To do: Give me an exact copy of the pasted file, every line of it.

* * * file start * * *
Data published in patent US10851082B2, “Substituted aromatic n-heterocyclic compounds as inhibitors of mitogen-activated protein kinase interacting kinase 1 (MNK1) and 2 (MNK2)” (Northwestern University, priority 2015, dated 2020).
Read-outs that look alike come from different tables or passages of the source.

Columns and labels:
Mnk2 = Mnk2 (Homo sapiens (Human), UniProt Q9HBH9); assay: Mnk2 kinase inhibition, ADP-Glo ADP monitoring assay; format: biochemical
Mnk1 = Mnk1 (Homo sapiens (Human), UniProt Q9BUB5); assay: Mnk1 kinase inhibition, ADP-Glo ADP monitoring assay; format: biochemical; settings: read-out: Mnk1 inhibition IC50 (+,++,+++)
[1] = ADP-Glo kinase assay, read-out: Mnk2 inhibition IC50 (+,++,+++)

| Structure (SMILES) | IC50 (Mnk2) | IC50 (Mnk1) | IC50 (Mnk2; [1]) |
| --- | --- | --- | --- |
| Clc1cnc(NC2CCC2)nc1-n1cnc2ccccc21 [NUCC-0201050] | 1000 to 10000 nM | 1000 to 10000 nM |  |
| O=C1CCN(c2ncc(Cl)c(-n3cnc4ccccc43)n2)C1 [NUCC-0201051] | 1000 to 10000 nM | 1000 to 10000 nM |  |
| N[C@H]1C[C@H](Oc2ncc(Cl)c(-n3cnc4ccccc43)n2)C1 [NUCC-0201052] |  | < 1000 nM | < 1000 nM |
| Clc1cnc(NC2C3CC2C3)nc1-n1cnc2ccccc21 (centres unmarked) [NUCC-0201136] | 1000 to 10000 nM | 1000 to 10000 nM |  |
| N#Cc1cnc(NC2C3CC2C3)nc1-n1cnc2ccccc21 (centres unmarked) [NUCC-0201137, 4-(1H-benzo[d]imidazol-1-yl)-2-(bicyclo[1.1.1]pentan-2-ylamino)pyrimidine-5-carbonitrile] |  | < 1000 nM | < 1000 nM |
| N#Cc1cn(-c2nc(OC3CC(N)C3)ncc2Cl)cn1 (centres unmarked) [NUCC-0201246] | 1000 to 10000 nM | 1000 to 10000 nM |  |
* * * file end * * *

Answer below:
Data published in patent US10851082B2, “Substituted aromatic n-heterocyclic compounds as inhibitors of mitogen-activated protein kinase interacting kinase 1 (MNK1) and 2 (MNK2)” (Northwestern University, priority 2015, dated 2020).
Read-outs that look alike come from different tables or passages of the source.

Columns and labels:
Mnk2 = Mnk2 (Homo sapiens (Human), UniProt Q9HBH9); assay: Mnk2 kinase inhibition, ADP-Glo ADP monitoring assay; format: biochemical
Mnk1 = Mnk1 (Homo sapiens (Human), UniProt Q9BUB5); assay: Mnk1 kinase inhibition, ADP-Glo ADP monitoring assay; format: biochemical; settings: read-out: Mnk1 inhibition IC50 (+,++,+++)
[1] = ADP-Glo kinase assay, read-out: Mnk2 inhibition IC50 (+,++,+++)

| Structure (SMILES) | IC50 (Mnk2) | IC50 (Mnk1) | IC50 (Mnk2; [1]) |
| --- | --- | --- | --- |
| Clc1cnc(NC2CCC2)nc1-n1cnc2ccccc21 [NUCC-0201050] | 1000 to 10000 nM | 1000 to 10000 nM |  |
| O=C1CCN(c2ncc(Cl)c(-n3cnc4ccccc43)n2)C1 [NUCC-0201051] | 1000 to 10000 nM | 1000 to 10000 nM |  |
| N[C@H]1C[C@H](Oc2ncc(Cl)c(-n3cnc4ccccc43)n2)C1 [NUCC-0201052] |  | < 1000 nM | < 1000 nM |
| Clc1cnc(NC2C3CC2C3)nc1-n1cnc2ccccc21 (centres unmarked) [NUCC-0201136] | 1000 to 10000 nM | 1000 to 10000 nM |  |
| N#Cc1cnc(NC2C3CC2C3)nc1-n1cnc2ccccc21 (centres unmarked) [NUCC-0201137, 4-(1H-benzo[d]imidazol-1-yl)-2-(bicyclo[1.1.1]pentan-2-ylamino)pyrimidine-5-carbonitrile] |  | < 1000 nM | < 1000 nM |
| N#Cc1cn(-c2nc(OC3CC(N)C3)ncc2Cl)cn1 (centres unmarked) [NUCC-0201246] | 1000 to 10000 nM | 1000 to 10000 nM |  |